What is the Buxton index?

Tom James @ 16-02-2009

buxtonAn interesting science-fictional concept concerning intitutional longevity, via the late pioneering computer scientist Edsger W Dijkstra, in this essay (EWD 1175):

The Buxton Index of an entity, i.e. person or organization, is defined as the length of the period, measured in years, over which the entity makes its plans.

For the little grocery shop around the corner it is about 1/2,for the true Christian it is infinity, and for most other entities it is in between: about 4 for the average politician who aims at his re-election, slightly more for most industries, but much less for the managers who have to write quarterly reports.

The Buxton Index is an important concept because close co-operation between entities with very different Buxton Indices invariably fails and leads to moral complaints about the partner.

This is an interesting concept: and one that helps explain a lot of attitudes and responses towards issues like climate change, environmental destruction, and DRM.

In each case there are two different parties that are thinking in terms of two completely different Buxton indices. Short term profit vs. longterm survival in AGW or short term data security vs. longterm preservation of cultural artefacts in DRM.

[via this comment in Charlie’s Diary][image from Parksy1964 on flickr]

Big blue publishes big five innovations list

Tom James @ 26-11-2008

IBM has published it’s third annual Next Five in Five list of innovations that they believe are going to change the way people work, live, and play over the next five years. They are:

  • Energy saving solar technology will be built into asphalt, paint and windows
  • You will have a crystal ball for your health
  • You will talk to the Web . . . and the Web will talk back
  • You will have your own digital shopping assistants
  • Forgetting will become a distant memory

Read the full lowdown on each entry here.

[via Physorg][image from Looking Glass on flickr]

A Brief History of the Twenty-first Century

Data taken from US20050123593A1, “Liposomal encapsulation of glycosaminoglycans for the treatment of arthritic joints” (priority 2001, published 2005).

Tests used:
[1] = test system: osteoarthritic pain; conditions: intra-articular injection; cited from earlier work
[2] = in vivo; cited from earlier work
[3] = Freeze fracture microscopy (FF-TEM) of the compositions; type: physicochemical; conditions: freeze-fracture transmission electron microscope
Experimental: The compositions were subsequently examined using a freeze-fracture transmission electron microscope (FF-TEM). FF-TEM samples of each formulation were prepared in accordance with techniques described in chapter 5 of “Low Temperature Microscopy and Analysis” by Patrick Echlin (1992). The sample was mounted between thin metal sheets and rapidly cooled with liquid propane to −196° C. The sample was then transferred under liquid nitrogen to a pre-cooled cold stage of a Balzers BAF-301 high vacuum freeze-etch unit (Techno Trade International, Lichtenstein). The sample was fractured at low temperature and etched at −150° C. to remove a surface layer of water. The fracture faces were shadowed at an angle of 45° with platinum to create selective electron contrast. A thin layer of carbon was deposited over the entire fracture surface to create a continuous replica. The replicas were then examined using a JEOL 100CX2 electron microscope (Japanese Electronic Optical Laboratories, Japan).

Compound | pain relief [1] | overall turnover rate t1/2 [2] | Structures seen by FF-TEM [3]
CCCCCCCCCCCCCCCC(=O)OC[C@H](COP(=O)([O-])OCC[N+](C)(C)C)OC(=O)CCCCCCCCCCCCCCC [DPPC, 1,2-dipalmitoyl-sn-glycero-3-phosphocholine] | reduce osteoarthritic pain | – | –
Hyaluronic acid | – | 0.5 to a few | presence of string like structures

Tom Marcinko @ 07-10-2008

Chuck Klosterman tells all. Snip:

JUNE 11, 2041: In a matter of weeks, the entire Internet is replaced by “news blow,” a granular microbe that allows information to be snorted, injected, or smoked. Data can now be synthesized into a water-soluble powder and absorbed directly into the cranial bloodstream, providing users with an instantaneous visual portrait of whatever information they are interested in consuming. (Sadly, this tends to be slow-motion images of minor celebrities going to the bathroom.) Now irrelevant, an ocean of Web pioneers lament the evolution. “What about the craft?” they ask no one in particular. “What about the inherent human pleasure of moving one’s mouse across a hyperlink, not knowing what a simple click might teach you? Whatever happened to ironic thirty-word capsule reviews about marginally popular TV shows? Have we lost this forever?” “You just don’t get new media,” respond the news-blowers. “You just don’t get it.”

[2005 map of the Internet by matthewjethall]

MAQUECH by Silvia Moreno-Garcia

Paul Raven @ 01-07-2008

First of the month means fiction time at Futurismic; this month’s offering is “Maquech” by Silvia Moreno-Garcia, a haunting and darkly beautiful tale of dreams and desperation set in a scarcity-riddled near-future Mexico City.

So get stuck in, and don’t forget to leave Silvia some feedback in the comments at the end!


by Silvia Moreno-Garcia

The jewel encrusted beetle walked slowly across the table, dragging its golden chain behind. It was bigger than any other maquech he’d ever seen before and more richly decorated.

Gerardo put down the eyeglass.

“It’s not my usual purchase,” he said.

“It’s rare,” Mario replied. “This is the last one my grandfather made before he passed away.”

“Monkeys are the thing now. Everyone wants a monkey.”

“But it doesn’t need a lot of food or water,” Mario protested. “That’s a benefit.”

“Do you think my clients worry about things like food or water? Listen, I sold five ostriches two months ago. People want large animals now.”

It was a lie. He sold fish and birds and maybe a reptile or two. He could not afford extravagant purchases like ostriches.

“I need the money,” Mario confessed. “I want to go to Canada.”

“What for?”

“I want to see the polar bears before they disappear. Before all the ice melts away.” Continue reading “MAQUECH by Silvia Moreno-Garcia”

Things can only get better

Tom James @ 30-06-2008

The sense that things are getting worse and worse is supported by the various imminent cataclysms of global warming, peak oil, antibiotic resistant diseases, fundamentalist terrorists, social collapse and an intrusive state.

However it seems people have been getting happier, from researchers at The World Values Society at the University of Michigan:

Economic growth, democratization and rising social tolerance have all contributed to rising happiness, with democratization and rising tolerance having even more impact than economic growth. All of these changes have contributed to providing people with a wider range of choice in how to live their lives—which is a key factor in happiness.

This is just fine and dandy. But when Tom Harris MP suggested that people should be grateful for their increased wealth (the UK) and freedom (many other places) he was mauled by the Press.

It is interesting that on the one hand people are predicting all the ills I mentioned above, and on the other you have Ray Kurzweil and the World Values Society pointing out that things are about to get a lot better and that people are feeling happier respectively.

I look forward to finding out who is correct.

[story via PhysOrg]

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